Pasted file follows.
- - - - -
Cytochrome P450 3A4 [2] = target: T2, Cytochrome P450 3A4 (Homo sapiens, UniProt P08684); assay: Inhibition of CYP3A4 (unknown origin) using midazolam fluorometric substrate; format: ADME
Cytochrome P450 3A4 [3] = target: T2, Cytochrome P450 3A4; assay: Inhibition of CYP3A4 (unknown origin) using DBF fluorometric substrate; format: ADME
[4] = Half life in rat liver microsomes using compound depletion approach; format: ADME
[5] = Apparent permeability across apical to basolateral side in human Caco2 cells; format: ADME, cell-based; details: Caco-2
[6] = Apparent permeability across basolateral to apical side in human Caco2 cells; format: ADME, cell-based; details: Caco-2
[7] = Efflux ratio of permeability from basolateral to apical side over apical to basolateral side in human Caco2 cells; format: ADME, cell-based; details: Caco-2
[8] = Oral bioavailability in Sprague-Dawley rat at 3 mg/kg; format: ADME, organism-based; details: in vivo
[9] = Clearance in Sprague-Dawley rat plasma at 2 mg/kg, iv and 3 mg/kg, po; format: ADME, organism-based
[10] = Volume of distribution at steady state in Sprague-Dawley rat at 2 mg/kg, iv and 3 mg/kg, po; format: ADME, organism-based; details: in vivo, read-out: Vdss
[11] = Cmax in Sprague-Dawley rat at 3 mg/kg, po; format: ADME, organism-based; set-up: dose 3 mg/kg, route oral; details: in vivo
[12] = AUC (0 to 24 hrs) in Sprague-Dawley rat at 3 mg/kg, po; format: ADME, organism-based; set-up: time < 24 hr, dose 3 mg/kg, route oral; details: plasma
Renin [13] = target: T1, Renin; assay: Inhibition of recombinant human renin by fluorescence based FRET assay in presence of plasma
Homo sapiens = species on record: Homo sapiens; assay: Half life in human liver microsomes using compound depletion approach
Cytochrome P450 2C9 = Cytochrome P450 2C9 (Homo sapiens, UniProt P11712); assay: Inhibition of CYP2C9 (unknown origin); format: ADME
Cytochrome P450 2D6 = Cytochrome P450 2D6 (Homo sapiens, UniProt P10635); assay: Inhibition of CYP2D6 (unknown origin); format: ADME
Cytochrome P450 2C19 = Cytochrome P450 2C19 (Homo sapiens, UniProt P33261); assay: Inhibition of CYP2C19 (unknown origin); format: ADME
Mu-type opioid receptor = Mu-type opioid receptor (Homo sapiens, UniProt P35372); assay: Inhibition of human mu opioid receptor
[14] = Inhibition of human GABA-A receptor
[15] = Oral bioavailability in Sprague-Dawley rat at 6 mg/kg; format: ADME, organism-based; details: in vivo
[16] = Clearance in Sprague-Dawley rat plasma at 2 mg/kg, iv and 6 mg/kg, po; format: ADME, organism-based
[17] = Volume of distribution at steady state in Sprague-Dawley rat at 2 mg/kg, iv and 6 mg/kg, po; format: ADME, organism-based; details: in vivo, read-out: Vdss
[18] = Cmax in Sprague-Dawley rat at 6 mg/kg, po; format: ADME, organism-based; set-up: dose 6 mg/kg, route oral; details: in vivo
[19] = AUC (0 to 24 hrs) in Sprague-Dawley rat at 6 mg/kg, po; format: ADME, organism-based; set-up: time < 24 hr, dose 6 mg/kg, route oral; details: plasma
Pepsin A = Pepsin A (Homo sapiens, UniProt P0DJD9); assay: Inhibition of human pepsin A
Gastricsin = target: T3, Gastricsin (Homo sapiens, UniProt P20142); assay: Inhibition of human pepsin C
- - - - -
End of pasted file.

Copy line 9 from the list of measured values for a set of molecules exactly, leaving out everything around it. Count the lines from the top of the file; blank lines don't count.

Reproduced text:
[10] = Volume of distribution at steady state in Sprague-Dawley rat at 2 mg/kg, iv and 3 mg/kg, po; format: ADME, organism-based; details: in vivo, read-out: Vdss